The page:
Ram Gopal Varma doesn’t let the good work done in the first part go waste. He builds the story on the existing base, so character development is necessary for only a few people. The idea of ‘chai’ being a symbol of power is extremely powerful. While the drink remains the same, the styles of drinking change. The thumb is the same but styles of rotation are different and other parallels that have obvious yet remarkable connotations. The exchanges between Big B and Abhishek are very powerful. The movie, like the first part, has few dialogues but very meaningful and ones that impact the situation and help carry the story smoothly. Of course politics forms the base of the movie, but how well that political dilemma or conspiracy is developed feels surreal yet logical and very contemporary.

By the first half I was totally glued to the screen and did not realise that there were people around me. By that time I was thinking that this will go down as a feather in RGV’s cap, but the real stuff lies in the second half. The way the story unfolds is a bit sudden, but I guess rather than dragging the eventuality, RGV does the right thing by resolving the mystery through fast paced action and empowering his characters to take control, much like the first part. The women in the film look very good, yes Tanisha also looks good. Aishwarya, for once looks a capable miss world and does a good job. Again the introduction of Aishwarya is not forced, just because she is a Bachchan now. Her role is a critical link to the story and she perhaps fits the bill perfectly. Abhishek Bachchan, because of his limited talent looks repetitive but good repetitive. The other actors do their job quite well and look like the actual characters during the course of the movie rather than themselves. The enigmatic background score takes care of a lot of dialogues and creates a lot of impact by itself. The govinda, govinda or saam daam dand bhed engross you further into the story and their timing and sync with the script and dialogues is immaculate. And Big B, well if you are an Amitabh Bachchan fan you like everything, so this was quite exemplary stuff, simply superb. And if you are not a Big B fan, well what good are you to the society.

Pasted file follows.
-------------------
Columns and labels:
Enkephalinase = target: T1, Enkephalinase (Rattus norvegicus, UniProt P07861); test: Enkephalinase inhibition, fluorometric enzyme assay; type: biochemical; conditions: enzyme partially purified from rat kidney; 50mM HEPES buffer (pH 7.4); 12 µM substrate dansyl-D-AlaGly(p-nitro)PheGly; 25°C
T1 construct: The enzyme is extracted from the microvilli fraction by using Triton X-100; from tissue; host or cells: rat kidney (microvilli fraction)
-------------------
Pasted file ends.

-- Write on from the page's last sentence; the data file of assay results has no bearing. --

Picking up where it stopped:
The story has a fascinating ending, which is again realistic yet shocking. This time of course RGV leaves no scope for guessing whether there will be another sequel. Yes there will be! And the final dialogue is really the icing on the cake, I couldn’t help start clapping at the end, something I do only instinctively and not just if the crowd is doing it. The movie perhaps clarifies the myths about being copied from Godfather’s screenplay or the book from Mario Puzo. I haven’t read the book myself, but I don’t think this part was anywhere similar to the book. The connection to Bala Saheb is not apparent, not a direct one anyhow. The politics depicted in the movie is a lot broader than we generally can imagine.

A wonderful end to an otherwise shitty week. The movie is already the year’s best, I mean including the ones that are going to come.